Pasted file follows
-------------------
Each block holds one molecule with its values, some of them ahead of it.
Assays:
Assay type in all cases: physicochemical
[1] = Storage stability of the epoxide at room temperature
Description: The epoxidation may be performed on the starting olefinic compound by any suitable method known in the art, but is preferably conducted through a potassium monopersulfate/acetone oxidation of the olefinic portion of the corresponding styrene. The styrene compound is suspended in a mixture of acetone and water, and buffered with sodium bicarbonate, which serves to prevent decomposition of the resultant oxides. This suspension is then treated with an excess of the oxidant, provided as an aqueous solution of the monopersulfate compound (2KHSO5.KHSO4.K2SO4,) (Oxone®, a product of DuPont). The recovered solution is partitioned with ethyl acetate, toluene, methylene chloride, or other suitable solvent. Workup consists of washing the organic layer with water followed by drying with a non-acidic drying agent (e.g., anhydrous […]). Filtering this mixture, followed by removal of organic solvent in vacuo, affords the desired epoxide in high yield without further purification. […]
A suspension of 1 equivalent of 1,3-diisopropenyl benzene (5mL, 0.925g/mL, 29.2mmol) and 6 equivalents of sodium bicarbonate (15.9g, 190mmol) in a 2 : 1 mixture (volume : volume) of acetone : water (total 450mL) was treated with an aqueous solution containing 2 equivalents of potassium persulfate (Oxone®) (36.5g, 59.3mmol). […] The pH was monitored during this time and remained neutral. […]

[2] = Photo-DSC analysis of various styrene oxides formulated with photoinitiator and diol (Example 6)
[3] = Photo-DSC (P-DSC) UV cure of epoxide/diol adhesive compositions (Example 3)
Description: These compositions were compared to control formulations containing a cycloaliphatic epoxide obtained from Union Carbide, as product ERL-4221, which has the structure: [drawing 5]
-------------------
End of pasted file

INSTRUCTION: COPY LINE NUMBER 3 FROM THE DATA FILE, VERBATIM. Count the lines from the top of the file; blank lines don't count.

Assay type in all cases: physicochemical